From the team at BBC Wildlife Magazine

The Green Planet to premiere at COP26

Due to air globally throughout 2022, the series from BBC Studios Natural History Unit is presented by Sir David Attenborough and will premiere on the eve of the COP26 conference.

Published: October 8, 2021 at 6:00 pm
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Originally announced in 2019 as a five-part series for 2021, this now six-part series is part of the BBC's extensive portfolio of coverage around the COP26 conference, which is taking place in Glasgow between 1 to 12 November 2021.


It will have its premiere on the eve of the conference at COP26's iMax cinema, before being aired globally in 2022.

The series will be presented by Sir David Attenborough, who said at the time of the original announcement, “This is a wonderful opportunity to explore a neglected yet truly remarkable part of the natural world. Once again, the innovative approach of the BBC Natural History Unit (NHU) and groundbreaking technology will reveal new and surprising wonders to the BBC One audience.”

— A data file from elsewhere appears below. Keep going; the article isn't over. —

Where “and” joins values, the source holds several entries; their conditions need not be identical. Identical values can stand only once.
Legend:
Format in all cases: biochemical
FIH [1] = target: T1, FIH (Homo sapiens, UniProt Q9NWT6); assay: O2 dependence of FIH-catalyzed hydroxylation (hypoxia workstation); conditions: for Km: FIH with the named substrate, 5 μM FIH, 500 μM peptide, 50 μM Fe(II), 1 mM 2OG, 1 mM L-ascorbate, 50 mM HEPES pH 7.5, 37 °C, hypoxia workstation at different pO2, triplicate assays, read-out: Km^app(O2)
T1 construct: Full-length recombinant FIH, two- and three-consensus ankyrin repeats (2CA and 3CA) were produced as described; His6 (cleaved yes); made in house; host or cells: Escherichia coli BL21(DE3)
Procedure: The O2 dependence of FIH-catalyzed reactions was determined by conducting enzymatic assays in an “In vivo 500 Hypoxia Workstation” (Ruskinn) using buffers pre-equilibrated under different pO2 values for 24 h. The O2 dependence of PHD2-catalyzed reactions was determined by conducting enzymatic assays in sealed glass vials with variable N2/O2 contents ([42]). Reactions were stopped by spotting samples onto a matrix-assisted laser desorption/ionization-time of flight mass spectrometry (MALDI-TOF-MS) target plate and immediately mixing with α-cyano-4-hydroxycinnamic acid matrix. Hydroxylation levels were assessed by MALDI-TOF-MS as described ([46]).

There is a wide range of other BBC content airing on TV and being created for the BBC websites under the banner of Our Planet Now, include reporting and analysis of the COP26 conference, a four-part series called Life At 50°C, a Climate Voices Festival and World Questions.

“November’s conference provides an opportunity for the BBC to take our commitment to exploring the environment and the challenges facing our planet to the next level,” says Charlotte Moore, BBC chief content officer.

“With the UK hosting the summit, the range of content and the breadth of platforms the BBC can provide means we’re able to illuminate the debate like never before – and help audiences, at home and around the world, understand what’s at stake, the potential for solutions, and how they too can make a difference.”

During October, a number of wildlife programmes are also airing on the BBC, including The Mating Game, The Earthshot Prize: Repairing Our Planet and Restoring The Earth: The Age Of Nature.


Main image: David Attenborough. © Sam Barker/BBC


Megan ShersbyEditorial and digital co-ordinator, BBC Wildlife

Naturalist and writer


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